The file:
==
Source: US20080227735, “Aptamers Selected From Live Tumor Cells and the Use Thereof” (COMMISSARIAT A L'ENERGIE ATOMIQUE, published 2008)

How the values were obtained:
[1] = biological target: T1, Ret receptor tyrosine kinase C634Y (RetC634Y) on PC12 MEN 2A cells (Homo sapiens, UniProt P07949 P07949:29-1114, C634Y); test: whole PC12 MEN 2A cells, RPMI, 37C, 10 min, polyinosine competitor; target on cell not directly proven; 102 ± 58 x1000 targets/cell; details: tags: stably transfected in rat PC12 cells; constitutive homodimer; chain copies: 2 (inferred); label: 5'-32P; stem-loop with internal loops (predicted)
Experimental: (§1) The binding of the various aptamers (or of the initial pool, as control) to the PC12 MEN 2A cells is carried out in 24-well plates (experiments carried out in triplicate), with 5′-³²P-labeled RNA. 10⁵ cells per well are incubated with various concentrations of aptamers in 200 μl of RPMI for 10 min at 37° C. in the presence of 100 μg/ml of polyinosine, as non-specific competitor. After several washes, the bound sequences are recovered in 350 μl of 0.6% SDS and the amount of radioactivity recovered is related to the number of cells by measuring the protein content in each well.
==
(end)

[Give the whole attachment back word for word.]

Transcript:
Source: US20080227735, “Aptamers Selected From Live Tumor Cells and the Use Thereof” (COMMISSARIAT A L'ENERGIE ATOMIQUE, published 2008)

How the values were obtained:
[1] = biological target: T1, Ret receptor tyrosine kinase C634Y (RetC634Y) on PC12 MEN 2A cells (Homo sapiens, UniProt P07949 P07949:29-1114, C634Y); test: whole PC12 MEN 2A cells, RPMI, 37C, 10 min, polyinosine competitor; target on cell not directly proven; 102 ± 58 x1000 targets/cell; details: tags: stably transfected in rat PC12 cells; constitutive homodimer; chain copies: 2 (inferred); label: 5'-32P; stem-loop with internal loops (predicted)
Experimental: (§1) The binding of the various aptamers (or of the initial pool, as control) to the PC12 MEN 2A cells is carried out in 24-well plates (experiments carried out in triplicate), with 5′-³²P-labeled RNA. 10⁵ cells per well are incubated with various concentrations of aptamers in 200 μl of RPMI for 10 min at 37° C. in the presence of 100 μg/ml of polyinosine, as non-specific competitor. After several washes, the bound sequences are recovered in 350 μl of 0.6% SDS and the amount of radioactivity recovered is related to the number of cells by measuring the protein content in each well.